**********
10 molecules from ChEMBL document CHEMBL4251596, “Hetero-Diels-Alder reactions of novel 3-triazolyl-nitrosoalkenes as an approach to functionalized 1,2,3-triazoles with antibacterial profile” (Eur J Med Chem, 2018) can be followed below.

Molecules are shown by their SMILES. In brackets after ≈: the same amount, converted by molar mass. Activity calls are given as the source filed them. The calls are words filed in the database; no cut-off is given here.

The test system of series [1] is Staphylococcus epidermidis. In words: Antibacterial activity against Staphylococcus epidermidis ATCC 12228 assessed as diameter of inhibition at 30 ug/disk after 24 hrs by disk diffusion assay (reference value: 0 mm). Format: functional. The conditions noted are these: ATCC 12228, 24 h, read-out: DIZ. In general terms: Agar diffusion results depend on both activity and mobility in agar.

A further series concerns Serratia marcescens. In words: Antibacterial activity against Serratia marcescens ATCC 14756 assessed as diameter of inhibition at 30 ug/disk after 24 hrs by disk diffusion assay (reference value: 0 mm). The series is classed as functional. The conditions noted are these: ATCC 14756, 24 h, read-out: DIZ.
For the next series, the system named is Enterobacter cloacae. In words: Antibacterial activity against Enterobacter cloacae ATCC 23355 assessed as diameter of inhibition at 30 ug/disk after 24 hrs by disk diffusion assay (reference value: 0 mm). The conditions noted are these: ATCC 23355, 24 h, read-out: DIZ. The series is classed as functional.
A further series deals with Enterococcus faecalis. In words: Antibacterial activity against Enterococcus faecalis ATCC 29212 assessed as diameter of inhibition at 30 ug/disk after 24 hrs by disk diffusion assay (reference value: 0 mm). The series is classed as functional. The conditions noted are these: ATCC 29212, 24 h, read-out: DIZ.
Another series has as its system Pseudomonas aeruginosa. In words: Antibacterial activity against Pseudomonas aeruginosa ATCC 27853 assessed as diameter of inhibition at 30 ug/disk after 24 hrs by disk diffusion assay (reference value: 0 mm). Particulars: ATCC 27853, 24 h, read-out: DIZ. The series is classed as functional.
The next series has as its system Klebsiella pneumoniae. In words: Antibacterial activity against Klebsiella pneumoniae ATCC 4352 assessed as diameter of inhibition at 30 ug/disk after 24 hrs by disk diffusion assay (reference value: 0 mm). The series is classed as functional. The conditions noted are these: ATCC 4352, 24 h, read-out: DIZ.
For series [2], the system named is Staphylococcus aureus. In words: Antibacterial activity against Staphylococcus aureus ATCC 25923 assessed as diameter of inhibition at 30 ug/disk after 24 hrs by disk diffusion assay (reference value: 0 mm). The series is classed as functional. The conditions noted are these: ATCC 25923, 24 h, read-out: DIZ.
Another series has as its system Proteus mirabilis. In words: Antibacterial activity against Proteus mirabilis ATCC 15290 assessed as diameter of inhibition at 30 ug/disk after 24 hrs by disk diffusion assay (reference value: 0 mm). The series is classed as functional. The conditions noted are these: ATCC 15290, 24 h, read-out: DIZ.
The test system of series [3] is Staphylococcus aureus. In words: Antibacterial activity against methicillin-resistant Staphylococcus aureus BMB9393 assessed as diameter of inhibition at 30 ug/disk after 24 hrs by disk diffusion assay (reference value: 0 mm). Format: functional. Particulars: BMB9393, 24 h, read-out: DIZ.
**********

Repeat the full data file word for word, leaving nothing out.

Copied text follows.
10 molecules from ChEMBL document CHEMBL4251596, “Hetero-Diels-Alder reactions of novel 3-triazolyl-nitrosoalkenes as an approach to functionalized 1,2,3-triazoles with antibacterial profile” (Eur J Med Chem, 2018) can be followed below.

Molecules are shown by their SMILES. In brackets after ≈: the same amount, converted by molar mass. Activity calls are given as the source filed them. The calls are words filed in the database; no cut-off is given here.

The test system of series [1] is Staphylococcus epidermidis. In words: Antibacterial activity against Staphylococcus epidermidis ATCC 12228 assessed as diameter of inhibition at 30 ug/disk after 24 hrs by disk diffusion assay (reference value: 0 mm). Format: functional. The conditions noted are these: ATCC 12228, 24 h, read-out: DIZ. In general terms: Agar diffusion results depend on both activity and mobility in agar.

A further series concerns Serratia marcescens. In words: Antibacterial activity against Serratia marcescens ATCC 14756 assessed as diameter of inhibition at 30 ug/disk after 24 hrs by disk diffusion assay (reference value: 0 mm). The series is classed as functional. The conditions noted are these: ATCC 14756, 24 h, read-out: DIZ.
For the next series, the system named is Enterobacter cloacae. In words: Antibacterial activity against Enterobacter cloacae ATCC 23355 assessed as diameter of inhibition at 30 ug/disk after 24 hrs by disk diffusion assay (reference value: 0 mm). The conditions noted are these: ATCC 23355, 24 h, read-out: DIZ. The series is classed as functional.
A further series deals with Enterococcus faecalis. In words: Antibacterial activity against Enterococcus faecalis ATCC 29212 assessed as diameter of inhibition at 30 ug/disk after 24 hrs by disk diffusion assay (reference value: 0 mm). The series is classed as functional. The conditions noted are these: ATCC 29212, 24 h, read-out: DIZ.
Another series has as its system Pseudomonas aeruginosa. In words: Antibacterial activity against Pseudomonas aeruginosa ATCC 27853 assessed as diameter of inhibition at 30 ug/disk after 24 hrs by disk diffusion assay (reference value: 0 mm). Particulars: ATCC 27853, 24 h, read-out: DIZ. The series is classed as functional.
The next series has as its system Klebsiella pneumoniae. In words: Antibacterial activity against Klebsiella pneumoniae ATCC 4352 assessed as diameter of inhibition at 30 ug/disk after 24 hrs by disk diffusion assay (reference value: 0 mm). The series is classed as functional. The conditions noted are these: ATCC 4352, 24 h, read-out: DIZ.
For series [2], the system named is Staphylococcus aureus. In words: Antibacterial activity against Staphylococcus aureus ATCC 25923 assessed as diameter of inhibition at 30 ug/disk after 24 hrs by disk diffusion assay (reference value: 0 mm). The series is classed as functional. The conditions noted are these: ATCC 25923, 24 h, read-out: DIZ.
Another series has as its system Proteus mirabilis. In words: Antibacterial activity against Proteus mirabilis ATCC 15290 assessed as diameter of inhibition at 30 ug/disk after 24 hrs by disk diffusion assay (reference value: 0 mm). The series is classed as functional. The conditions noted are these: ATCC 15290, 24 h, read-out: DIZ.
The test system of series [3] is Staphylococcus aureus. In words: Antibacterial activity against methicillin-resistant Staphylococcus aureus BMB9393 assessed as diameter of inhibition at 30 ug/disk after 24 hrs by disk diffusion assay (reference value: 0 mm). Format: functional. Particulars: BMB9393, 24 h, read-out: DIZ.